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Explained: How Indians are falling for AI voice scams

A recent McAfee survey shows that almost 47% of Indians have experienced – or know someone who has encountered – some kind of artificial intelligence voice scam

Scamsters are using AI to clone voices and ask people to send money to a family member or friend in need. (Pexels)
Scamsters are using AI to clone voices and ask people to send money to a family member or friend in need. (Pexels)

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Earlier this week, after quitting Google, artificial intelligence (AI) pioneer Geoffrey Hinton warned about the rise in misinformation as it is getting increasingly difficult to differentiate between real and AI-generated information. 

The rapid advancement of AI has charmed the world with ever-increasing possibilities but kept the dangers tucked away in the footnotes.

A recent survey of about 7,000 people from seven countries, including India, by cybersecurity firm McAfee, showed that more than half of Indians do not know how to differentiate between fake and real voices. This makes it an easy tool for scammers who send fake voice messages to friends and family members pretending to need help and convince people to send them money. 

The findings published in the report, The Artificial Imposters, revealed that about half (47%) of Indian adults have experienced or know someone who has been scammed using AI voice, which is almost double the global average (25%). 83% of Indian victims said they had a loss of money – with 48% losing over   50,000, findings from the survey revealed.

Also read: Explained: 'Godfather of AI’ quits Google, warns about misinformation

“Artificial Intelligence brings incredible opportunities, but with any technology, there is always the potential for it to be used maliciously in the wrong hands. This is what we’re seeing today with the access and ease of use of AI tools helping cybercriminals to scale their efforts in increasingly convincing ways,” Steve Grobman, CTO, McAfee, said in a statement. 

One of the ways we remember people is through their voice; it’s a unique aspect and familiarity with it is also a way of trusting the person on the other end. However, today it’s also one of the most circulated forms of data. More than 80% of Indian adults share their voice data online or send voice notes once a week. While privacy might be assured, cybercriminals use loopholes to clone people’s voices, making shared voice data a dangerous tool.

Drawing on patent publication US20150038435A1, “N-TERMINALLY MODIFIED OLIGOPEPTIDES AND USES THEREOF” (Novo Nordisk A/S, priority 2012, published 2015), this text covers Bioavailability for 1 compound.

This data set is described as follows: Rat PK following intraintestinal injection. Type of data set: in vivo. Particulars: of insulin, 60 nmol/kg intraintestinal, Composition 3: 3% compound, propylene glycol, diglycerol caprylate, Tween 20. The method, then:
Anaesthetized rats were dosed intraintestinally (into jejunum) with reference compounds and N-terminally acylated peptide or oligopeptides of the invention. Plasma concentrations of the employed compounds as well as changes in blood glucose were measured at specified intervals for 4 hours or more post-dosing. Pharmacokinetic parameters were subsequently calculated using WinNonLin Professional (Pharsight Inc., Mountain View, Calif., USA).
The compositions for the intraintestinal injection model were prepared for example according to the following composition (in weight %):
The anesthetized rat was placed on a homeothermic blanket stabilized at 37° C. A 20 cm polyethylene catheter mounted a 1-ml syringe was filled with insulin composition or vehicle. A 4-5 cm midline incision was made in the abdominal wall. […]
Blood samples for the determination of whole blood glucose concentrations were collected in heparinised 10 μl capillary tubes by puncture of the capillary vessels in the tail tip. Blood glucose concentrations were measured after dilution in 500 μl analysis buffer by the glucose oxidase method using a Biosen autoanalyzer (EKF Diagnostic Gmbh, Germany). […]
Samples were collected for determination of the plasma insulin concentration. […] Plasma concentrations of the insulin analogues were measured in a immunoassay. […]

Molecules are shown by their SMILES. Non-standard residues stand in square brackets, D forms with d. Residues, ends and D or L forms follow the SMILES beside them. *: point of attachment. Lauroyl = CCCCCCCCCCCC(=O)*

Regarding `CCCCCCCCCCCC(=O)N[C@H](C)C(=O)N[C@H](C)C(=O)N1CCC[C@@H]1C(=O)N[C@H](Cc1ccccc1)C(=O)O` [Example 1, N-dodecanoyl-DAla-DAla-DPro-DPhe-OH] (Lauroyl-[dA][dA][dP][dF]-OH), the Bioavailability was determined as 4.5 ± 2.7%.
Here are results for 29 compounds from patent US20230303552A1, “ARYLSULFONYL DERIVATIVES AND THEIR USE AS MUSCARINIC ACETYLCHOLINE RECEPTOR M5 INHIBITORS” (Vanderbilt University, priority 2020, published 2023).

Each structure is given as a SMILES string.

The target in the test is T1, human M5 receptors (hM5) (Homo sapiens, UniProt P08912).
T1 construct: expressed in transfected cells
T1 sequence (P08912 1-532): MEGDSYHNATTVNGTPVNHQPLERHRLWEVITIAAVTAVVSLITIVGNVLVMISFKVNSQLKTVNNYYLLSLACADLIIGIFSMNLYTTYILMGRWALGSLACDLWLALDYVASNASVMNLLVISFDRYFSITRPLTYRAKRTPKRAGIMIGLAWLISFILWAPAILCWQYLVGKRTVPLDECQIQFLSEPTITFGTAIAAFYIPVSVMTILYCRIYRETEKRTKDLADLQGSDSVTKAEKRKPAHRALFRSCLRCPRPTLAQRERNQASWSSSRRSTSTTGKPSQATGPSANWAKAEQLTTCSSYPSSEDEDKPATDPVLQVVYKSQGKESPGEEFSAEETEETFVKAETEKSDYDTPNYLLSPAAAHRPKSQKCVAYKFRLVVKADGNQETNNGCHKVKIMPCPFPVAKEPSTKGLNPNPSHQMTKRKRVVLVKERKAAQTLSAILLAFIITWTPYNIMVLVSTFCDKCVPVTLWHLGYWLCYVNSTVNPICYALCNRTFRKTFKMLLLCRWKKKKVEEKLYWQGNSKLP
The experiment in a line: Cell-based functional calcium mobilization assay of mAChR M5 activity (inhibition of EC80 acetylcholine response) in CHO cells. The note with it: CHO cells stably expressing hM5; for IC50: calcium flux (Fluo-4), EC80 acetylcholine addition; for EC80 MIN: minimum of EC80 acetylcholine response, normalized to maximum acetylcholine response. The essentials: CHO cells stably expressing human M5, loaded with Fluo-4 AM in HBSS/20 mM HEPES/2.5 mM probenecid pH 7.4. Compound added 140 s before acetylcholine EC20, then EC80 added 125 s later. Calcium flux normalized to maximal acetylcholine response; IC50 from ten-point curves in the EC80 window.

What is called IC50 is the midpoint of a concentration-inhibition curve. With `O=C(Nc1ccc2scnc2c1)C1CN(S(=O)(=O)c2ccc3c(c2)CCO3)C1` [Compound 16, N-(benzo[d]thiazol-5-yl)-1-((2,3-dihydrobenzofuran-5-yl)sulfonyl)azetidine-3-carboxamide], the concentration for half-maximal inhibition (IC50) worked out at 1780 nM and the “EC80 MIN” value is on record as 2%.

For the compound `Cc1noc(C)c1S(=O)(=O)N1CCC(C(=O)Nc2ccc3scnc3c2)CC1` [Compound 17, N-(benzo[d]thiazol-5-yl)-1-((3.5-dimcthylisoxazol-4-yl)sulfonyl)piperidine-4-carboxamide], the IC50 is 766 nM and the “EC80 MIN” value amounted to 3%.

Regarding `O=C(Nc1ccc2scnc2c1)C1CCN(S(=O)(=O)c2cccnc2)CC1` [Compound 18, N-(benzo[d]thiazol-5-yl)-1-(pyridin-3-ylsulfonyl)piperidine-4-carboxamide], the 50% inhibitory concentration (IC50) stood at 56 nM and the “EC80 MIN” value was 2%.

Moreover, manipulated images and videos or deepfakes are disturbingly popular. Although it’s popularly used for humour, it has also been used to spread misinformation. For instance, in March a video showing the attack on migrant workers in Bihar was widely circulated, leading to people posting strong reactions on social media. The video was eventually found to be a deepfake. Using AI to manipulate technology can blur the lines between real and fake, which can have severe repercussions.

The McAfee survey revealed that when scammers use AI technology to clone voices and send a fake voicemail or voice note, most Indians were not confident that they could identify the cloned version. More than half of the respondents said they would reply to such a message, especially if they thought the request for money came from their parent, partner, or child. 

Messages that were most likely to get a response were those claiming that the sender had been robbed (70%), was involved in a car incident (69%), lost their phone or wallet (65%) or needed help while travelling abroad (62%).

While it might sound like cloning voice must require extensive technical expertise, McAfee researchers have shown that the accessibility, ease of use and efficacy of AI voice cloning tools – which are often freely available on the Internet – makes it child’s play for many. 

Free and paid tools require a basic level of expertise and can produce audio with a close match using three seconds of someone’s recorded voice. If these models are trained, they can achieve a 95% match using a small number of files. A close match of someone's voice can increase the chances of a successful dupe by exploiting emotional vulnerabilities.

According to the survey, many users fear that AI has made it easier than ever to commit a cybercrime, but the increasing scams have also made people more cautious. Almost one-third of surveyed Indians are now less trusting of social media than ever before and almost half of them are concerned about the rise of disinformation.

What you can do?

There are some simple ways to protect yourself from such AI voice scams. For instance, set a verbal codeword with family and friends which can be used when asking for help. If you get an unknown call, pause and think. Do you really recognise the voice? 

Try verifying the information before responding. Identity theft services can also be used to make sure your personally identifiable information is not accessible or get notified if it is uploaded to the Dark Web. 

Finally, be thoughtful about who you share voice notes and personal information. Make sure you trust them.

Also read: MIT scientists grow atomically thin transistors on computer chips

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